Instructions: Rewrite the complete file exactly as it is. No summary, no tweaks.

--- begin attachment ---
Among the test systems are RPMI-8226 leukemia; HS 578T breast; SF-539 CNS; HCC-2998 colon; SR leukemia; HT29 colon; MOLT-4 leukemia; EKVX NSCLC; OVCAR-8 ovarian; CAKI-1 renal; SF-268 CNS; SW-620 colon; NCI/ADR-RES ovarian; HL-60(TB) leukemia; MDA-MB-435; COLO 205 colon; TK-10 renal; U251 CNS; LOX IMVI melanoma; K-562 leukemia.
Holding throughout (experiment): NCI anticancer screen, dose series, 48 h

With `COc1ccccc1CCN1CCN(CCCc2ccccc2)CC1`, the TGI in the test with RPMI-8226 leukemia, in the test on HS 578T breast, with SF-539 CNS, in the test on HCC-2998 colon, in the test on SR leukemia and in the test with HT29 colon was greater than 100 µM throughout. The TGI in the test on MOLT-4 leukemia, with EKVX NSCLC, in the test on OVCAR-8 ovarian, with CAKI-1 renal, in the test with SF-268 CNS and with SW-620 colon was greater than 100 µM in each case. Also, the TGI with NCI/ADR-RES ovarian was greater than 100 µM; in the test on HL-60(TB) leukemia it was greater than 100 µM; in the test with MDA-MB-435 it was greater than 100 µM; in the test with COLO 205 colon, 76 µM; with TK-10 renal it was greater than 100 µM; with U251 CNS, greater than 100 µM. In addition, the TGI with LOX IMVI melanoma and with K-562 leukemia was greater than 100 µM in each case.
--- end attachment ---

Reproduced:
Among the test systems are RPMI-8226 leukemia; HS 578T breast; SF-539 CNS; HCC-2998 colon; SR leukemia; HT29 colon; MOLT-4 leukemia; EKVX NSCLC; OVCAR-8 ovarian; CAKI-1 renal; SF-268 CNS; SW-620 colon; NCI/ADR-RES ovarian; HL-60(TB) leukemia; MDA-MB-435; COLO 205 colon; TK-10 renal; U251 CNS; LOX IMVI melanoma; K-562 leukemia.
Holding throughout (experiment): NCI anticancer screen, dose series, 48 h

With `COc1ccccc1CCN1CCN(CCCc2ccccc2)CC1`, the TGI in the test with RPMI-8226 leukemia, in the test on HS 578T breast, with SF-539 CNS, in the test on HCC-2998 colon, in the test on SR leukemia and in the test with HT29 colon was greater than 100 µM throughout. The TGI in the test on MOLT-4 leukemia, with EKVX NSCLC, in the test on OVCAR-8 ovarian, with CAKI-1 renal, in the test with SF-268 CNS and with SW-620 colon was greater than 100 µM in each case. Also, the TGI with NCI/ADR-RES ovarian was greater than 100 µM; in the test on HL-60(TB) leukemia it was greater than 100 µM; in the test with MDA-MB-435 it was greater than 100 µM; in the test with COLO 205 colon, 76 µM; with TK-10 renal it was greater than 100 µM; with U251 CNS, greater than 100 µM. In addition, the TGI with LOX IMVI melanoma and with K-562 leukemia was greater than 100 µM in each case.